Pope’s message on peace a “clarion call” to work harder; memorable for MILF, Muslims

DAVAO CITY (MindaNews / 17 January) – Pope Francis’ message on the Bangsamoro peace process is “a clarion call” to everyone to work even harder, “collectively harnessing the power of hope and perseverance,  to overcome all obstacles and push national consensus towards a just and peaceful settlement of the armed conflict that has divided our people for too long,” Presidential Adviser on the Peace Process Teresita Quintos-Deles said.

Deles said the Bangsamoro peace process is “again newly-blessed” with the words of Pope Francis. She declined to answer MindaNews’ query why President Aquino said nothing about the peace process at the reception for Pope Francis in Malacanang on Friday morning.

Pope Francis, on the other hand, ended his speech by saying, “I express my trust that the progress made in bringing peace to the south of the country will result in just solutions in accord with the nation’s founding principles and respectful of the inalienable rights of all, including the indigenous peoples and religious minorities.”

Deles said the Pope’s words of encouragement and blessing, which came just a few days after 14 of 18 surviving members of the 1986 Constitutional Commission (ConCom) that drafted the 1987 Constitution issued a statement of support for the Bangsamoro, came “at a critical time as Congress enters the final, difficult stages of deliberation of the proposed Bangsamoro basic law.”

The framers of the Constitution declared in a statement dated January 9 but released on January 12 that “Bangsamoro is about the development of people, not about the constitutionality of words,” and that “reason tells us that a Bangsamoro Autonomous Region can close the centuries- old gap between law and justice and that we are on the cusp of a historic opportunity to make it happen.”

“We ask for continuing papal prayer, blessing, and hope as we continue to strengthen dialogue and forge partnerships towards a peace where no one will be left behind,” Deles said.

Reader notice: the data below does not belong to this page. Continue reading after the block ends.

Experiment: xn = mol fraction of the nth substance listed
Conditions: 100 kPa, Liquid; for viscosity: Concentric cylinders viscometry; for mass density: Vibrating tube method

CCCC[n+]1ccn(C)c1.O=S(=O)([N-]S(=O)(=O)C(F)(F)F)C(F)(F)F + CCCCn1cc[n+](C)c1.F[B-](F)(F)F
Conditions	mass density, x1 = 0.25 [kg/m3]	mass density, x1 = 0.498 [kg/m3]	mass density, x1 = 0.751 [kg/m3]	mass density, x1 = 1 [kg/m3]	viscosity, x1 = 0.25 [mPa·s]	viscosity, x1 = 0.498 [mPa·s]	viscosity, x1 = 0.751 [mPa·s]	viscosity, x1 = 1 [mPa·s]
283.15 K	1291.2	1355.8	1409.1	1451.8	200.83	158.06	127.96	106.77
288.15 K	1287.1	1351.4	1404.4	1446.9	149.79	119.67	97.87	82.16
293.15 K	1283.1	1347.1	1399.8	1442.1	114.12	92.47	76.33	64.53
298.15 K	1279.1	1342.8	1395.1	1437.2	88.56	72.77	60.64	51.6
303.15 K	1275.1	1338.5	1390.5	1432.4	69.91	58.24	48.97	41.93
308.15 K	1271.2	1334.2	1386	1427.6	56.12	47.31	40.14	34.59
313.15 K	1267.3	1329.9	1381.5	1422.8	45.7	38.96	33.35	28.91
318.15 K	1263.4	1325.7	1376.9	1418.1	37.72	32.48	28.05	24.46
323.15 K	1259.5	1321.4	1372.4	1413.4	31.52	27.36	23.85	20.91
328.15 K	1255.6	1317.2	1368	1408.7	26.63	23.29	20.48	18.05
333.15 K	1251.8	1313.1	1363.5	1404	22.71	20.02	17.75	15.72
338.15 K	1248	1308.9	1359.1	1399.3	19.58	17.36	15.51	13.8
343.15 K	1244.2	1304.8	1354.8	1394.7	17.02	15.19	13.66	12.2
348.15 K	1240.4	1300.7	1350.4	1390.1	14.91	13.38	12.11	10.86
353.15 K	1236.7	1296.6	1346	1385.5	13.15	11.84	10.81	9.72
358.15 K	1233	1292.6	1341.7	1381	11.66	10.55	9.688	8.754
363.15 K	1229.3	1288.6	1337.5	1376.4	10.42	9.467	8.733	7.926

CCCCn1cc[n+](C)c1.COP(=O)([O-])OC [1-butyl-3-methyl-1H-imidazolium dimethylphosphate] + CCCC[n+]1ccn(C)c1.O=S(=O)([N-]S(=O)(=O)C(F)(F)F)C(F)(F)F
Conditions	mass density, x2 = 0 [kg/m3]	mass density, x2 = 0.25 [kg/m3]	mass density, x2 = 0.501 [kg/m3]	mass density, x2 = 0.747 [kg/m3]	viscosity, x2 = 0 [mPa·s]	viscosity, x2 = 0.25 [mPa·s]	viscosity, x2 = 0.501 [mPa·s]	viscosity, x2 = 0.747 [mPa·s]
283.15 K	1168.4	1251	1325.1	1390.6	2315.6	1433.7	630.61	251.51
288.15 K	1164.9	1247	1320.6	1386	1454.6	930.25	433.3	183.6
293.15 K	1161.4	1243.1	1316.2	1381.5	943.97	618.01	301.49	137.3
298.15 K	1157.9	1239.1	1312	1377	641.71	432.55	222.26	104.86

MILF chair Al Haj Murad Ebrahim said the Pope’s message on the peace process “would be long remembered by the MILF in particular and the Bangsamoro people in general.”

For MILF peace panel chair Mohagher Iqbal, the Pope’s visit “is a journey with many good meanings.”

“We Muslims also greet him with all sincerity and hope that his blessing of the peace process reverberates in the hears and minds of everyone, paving the way for the resolution of the Moro Question in Mindanao,” Iqbal said.

Patricia Sarenas, chair of the Mindanao Coalition of Development NGOs (Mincode) and the nationwide Coalition of Development NGOs (CODE-NGOs) said of the Pope’s message: “We should see Pope Francis’ words as a challenge to stand up unafraid to speak for truth, justice and peace, to raise our voices and demand an end to all the conflicts in Mindanao that have resulted in senseless loss of lives and properties and have created a world of anger and violence for us and our children.  This is a challenge for every one concerned to fast track the work for the establishment of the Bangsamoro.  And as well, for us to do something about the many issues that confront us today – pernicious and dehumanizing poverty, rampant corruption, weak and irresponsive and irresponsible governance, degraded environment, violence of all forms.”

Fr. Eliseo Mercado, Jr., OMI former President of the Notre Dame University and head of the Independent Fact-Finding Mission in the early days of the GPH-MILF peace negotiations until the Estrada administration’s “all-out war” against the MILF in 2000, said of the Pope’s message; “I fully agree.. and we really work for just solutions that include ALL .. particularly the IPs (Indigenous Peoples) and religious minorities…..!”

Lawyer Benedicto Bacani, founding director of the Cotabato City-based Institute for Autonomy and Governance said the Pope’s message is a “big boost to the Mindanoa peace process but we must note that the Pope envisions a peace process that is inclusive and with due regard to the inalienable rights of IPs and the Christian minority (in the Bangsamoro area).

Mary Ann Arnado of the Mindanao Peoples Caucus is disappointed with the President’s silence on the peace process.

“It’s disappointing that PNoy did not mention anything on peace and the Bagnsamoro in his speech. That could have been the opportunity for government to rally the support of the highly influential Catholic Church,” she said, adding she is grateful Pope Francis talked about the peace process.

Aveen Acuna-Gulo of the IPDev, a group that works with indigenous peoples in the Autonomous Region in Muslim Mindanao (ARMM), the core territory of the future Bangsamoro, said she is “happy to hear (Pope Francis) mention IPs in the context of the peace process.”

Sister Maria Arnold Noel, SPPS of the Mindanao Solidarity Network in Manila, said she was happy that at least the Pope mentioned Peace in Mindanao.”

“Let’s listen to the interfaith on January 18,” she said. The Pope is scheduled to meet with leaders from other faiths on January 18 at the University of Sto. Tomas, prior to the Pope’s meeting with the youth. (Carolyn O. Arguillas / MindaNews)

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